A company ceases to exist when it is removed from the CIPC's Companies Register after being wound up. This process is regulated by the 1973 Companies Act and applies to insolvent companies. A company may be wound up if it is commercially insolvent.

Commercial insolvency occurs when a company cannot pay its debts. This arises when a company does not have:
"liquid assets or readily realiszable assets available to meet its liabilities [including contingent and prospective liabilities] as they fall due to be met in the ordinary course of business and thereafter to be in a position to carry on normal trading…" ( ABSA Bank Ltd v Rhebokskloof (Pty) Ltd and others 1993 (4) SA 436 (C) 440F-J).

Such commercial insolvency is different to factual insolvency. Factual insolvency occurs when a company's liabilities exceed its assets. However, the courts have cautioned that "the valuation of assets, other than cash, is a notoriously elastic and often highly subjective one" ( Boschpoort Ondernemings (Pty) Ltd v Absa Bank Ltd 2014 (1) All SA 507 (SCA) 513 para 17), and that "there are undoubtedly very many companies operating exceedingly successfully in the real business world [while factually insolvent]" (Ex parte Strydom No: In re central Plumbing Works (Natal) (Pty) Ltd and others 1988 (1) SA 616 (D) 623D-E).

If commercially insolvent, the company will cease to exist after being wound up. However, a commercially insolvent company in business rescue may still recover and continue trading.

Business rescue

As an alternative to winding-up, a company may enter business rescue in terms of the 2008 Companies Act. A company may enter business rescue if it is financially distressed. A company is financially distressed if it will become commercially insolvent within the next six months. When under business rescue, a business rescue practitioner prepares a plan to achieve one of the goals of business rescue.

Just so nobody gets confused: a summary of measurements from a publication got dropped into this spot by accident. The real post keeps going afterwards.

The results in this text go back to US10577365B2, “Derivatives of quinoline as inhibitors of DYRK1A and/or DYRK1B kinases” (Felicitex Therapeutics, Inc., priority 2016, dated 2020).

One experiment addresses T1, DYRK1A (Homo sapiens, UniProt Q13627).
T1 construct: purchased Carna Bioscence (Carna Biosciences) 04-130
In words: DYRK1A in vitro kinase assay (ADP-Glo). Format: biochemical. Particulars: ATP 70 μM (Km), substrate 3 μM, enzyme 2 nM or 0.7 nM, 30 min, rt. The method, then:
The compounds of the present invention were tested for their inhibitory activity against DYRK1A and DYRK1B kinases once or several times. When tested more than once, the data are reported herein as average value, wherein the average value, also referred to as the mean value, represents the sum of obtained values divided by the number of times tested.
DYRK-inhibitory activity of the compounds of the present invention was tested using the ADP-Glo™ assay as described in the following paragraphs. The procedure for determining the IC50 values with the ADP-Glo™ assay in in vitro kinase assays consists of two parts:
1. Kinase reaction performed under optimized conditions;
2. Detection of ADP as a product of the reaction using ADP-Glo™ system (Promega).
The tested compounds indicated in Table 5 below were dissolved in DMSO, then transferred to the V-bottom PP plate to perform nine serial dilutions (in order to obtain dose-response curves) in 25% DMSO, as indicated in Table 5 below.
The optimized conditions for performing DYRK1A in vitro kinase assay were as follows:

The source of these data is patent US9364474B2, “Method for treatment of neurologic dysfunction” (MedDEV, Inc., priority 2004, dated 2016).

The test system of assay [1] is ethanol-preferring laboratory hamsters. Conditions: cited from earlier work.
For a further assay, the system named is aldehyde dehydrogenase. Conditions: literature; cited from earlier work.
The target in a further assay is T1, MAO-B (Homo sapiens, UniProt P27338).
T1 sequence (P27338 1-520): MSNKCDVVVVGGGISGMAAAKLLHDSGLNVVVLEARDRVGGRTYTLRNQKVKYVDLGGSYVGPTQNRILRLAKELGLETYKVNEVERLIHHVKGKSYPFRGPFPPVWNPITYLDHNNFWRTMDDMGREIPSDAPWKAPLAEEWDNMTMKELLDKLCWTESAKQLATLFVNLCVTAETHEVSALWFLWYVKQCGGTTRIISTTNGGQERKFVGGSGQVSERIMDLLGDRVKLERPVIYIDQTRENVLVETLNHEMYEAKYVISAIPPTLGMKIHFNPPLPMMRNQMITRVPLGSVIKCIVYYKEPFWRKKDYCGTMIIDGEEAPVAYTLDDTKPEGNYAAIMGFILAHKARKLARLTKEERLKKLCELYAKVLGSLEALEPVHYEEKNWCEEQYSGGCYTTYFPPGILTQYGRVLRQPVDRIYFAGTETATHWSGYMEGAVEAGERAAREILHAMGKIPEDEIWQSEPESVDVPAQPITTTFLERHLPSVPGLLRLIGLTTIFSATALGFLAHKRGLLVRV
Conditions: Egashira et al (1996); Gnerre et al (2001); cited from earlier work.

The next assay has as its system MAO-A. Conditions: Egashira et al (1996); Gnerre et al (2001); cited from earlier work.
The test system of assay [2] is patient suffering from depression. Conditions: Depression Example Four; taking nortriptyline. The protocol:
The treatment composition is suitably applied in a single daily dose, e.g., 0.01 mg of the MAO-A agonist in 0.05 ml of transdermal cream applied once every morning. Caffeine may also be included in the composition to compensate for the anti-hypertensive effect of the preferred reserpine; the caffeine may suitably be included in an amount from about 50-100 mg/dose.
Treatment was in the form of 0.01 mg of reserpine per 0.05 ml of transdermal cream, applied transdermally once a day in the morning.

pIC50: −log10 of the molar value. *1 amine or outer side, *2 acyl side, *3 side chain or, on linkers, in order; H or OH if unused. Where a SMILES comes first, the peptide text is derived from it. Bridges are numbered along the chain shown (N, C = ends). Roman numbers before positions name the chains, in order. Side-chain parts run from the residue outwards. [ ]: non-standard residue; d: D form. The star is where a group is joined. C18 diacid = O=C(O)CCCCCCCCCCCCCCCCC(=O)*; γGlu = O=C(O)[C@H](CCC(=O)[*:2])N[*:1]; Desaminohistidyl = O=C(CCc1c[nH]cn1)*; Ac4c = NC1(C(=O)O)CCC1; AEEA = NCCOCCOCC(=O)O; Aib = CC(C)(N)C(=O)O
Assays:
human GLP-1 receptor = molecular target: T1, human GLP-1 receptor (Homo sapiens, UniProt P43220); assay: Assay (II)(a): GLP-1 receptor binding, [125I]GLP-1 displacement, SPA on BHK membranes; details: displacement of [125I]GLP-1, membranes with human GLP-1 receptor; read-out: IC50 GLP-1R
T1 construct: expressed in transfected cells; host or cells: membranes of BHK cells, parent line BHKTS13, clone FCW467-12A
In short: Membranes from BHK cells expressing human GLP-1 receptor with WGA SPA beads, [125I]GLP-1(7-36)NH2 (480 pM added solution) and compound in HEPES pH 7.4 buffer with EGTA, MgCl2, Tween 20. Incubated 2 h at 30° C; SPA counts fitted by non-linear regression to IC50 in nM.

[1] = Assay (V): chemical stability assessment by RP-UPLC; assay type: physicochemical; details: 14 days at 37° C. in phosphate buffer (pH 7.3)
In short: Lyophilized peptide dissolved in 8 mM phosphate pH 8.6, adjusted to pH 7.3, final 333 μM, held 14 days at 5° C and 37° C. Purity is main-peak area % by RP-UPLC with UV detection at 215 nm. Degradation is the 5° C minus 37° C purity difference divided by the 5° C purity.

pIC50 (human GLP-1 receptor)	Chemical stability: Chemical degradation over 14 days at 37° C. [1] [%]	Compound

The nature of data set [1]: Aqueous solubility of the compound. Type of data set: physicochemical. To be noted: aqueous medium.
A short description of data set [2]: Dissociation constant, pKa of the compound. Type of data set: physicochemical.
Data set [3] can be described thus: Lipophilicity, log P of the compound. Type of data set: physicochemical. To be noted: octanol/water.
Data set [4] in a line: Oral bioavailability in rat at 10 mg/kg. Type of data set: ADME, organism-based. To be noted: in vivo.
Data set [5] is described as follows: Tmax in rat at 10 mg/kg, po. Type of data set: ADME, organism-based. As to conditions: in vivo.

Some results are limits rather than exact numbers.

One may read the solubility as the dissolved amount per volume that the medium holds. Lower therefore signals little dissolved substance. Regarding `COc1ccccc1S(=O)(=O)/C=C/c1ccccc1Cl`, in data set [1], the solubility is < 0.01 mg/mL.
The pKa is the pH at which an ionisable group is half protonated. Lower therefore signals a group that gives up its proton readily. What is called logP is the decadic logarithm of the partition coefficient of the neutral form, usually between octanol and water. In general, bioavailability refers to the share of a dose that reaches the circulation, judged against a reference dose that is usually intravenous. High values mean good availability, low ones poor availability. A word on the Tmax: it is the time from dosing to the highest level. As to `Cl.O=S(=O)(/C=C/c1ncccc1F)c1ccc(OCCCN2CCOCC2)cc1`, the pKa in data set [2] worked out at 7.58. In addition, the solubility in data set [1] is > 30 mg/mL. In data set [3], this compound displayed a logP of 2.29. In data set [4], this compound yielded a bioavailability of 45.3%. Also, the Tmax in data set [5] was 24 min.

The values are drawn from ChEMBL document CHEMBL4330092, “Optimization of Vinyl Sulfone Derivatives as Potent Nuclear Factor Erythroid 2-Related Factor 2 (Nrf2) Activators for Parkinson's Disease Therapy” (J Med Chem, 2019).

Business rescue has two alternative goals. The first is to return the company to commercial solvency and normal trading. If this is not possible, then the firm is wound up. The company is wound up through business rescue when it benefits creditors more than the above 1973 Companies Act process. A company will cease to exist at the end of business rescue only if the second goal is realised. Only after the second goal is reached will the firm fulfil the essential element in the CC's Fining Guidelines.

Conclusion: factors to consider for fatal fines

COVID-19 has created a challenging environment for South Africa's firms. Firms facing such challenges may be unable to pay competition law fines even below 10% of the firm's turnover.

When faced with a fatal fine, a firm needs to show that the fine will cause its exit as it will be unable to continue trading. The EU's approach to fatal fines suggests that certain financial indicators and the Altman Z-score may predict a firm's exit following a fine. However, such indicators have their limitations and should be supplemented by further evidence. This evidence includes the firm's commercial insolvency following the fine.

Commercial insolvency exposes a firm to winding up or business rescue.

Commercial insolvency is, generally, a harbinger of a firm's exit through deregistration. However, a firm may continue trading after business rescue if the process returns the firm to commercial solvency. In this way, commercial insolvency, generally, precipitates a firm's exit from a fine, except if the business rescue process can succor the firm back to health.

This article only proposes points to consider when analysing fatal fines. I look forward to seeing how the competition authorities grapple with this issue and whether the above plays any role in their thinking.

Adv Quilliam writes in his personal capacity.

1 Paras 7.1 – 7.3.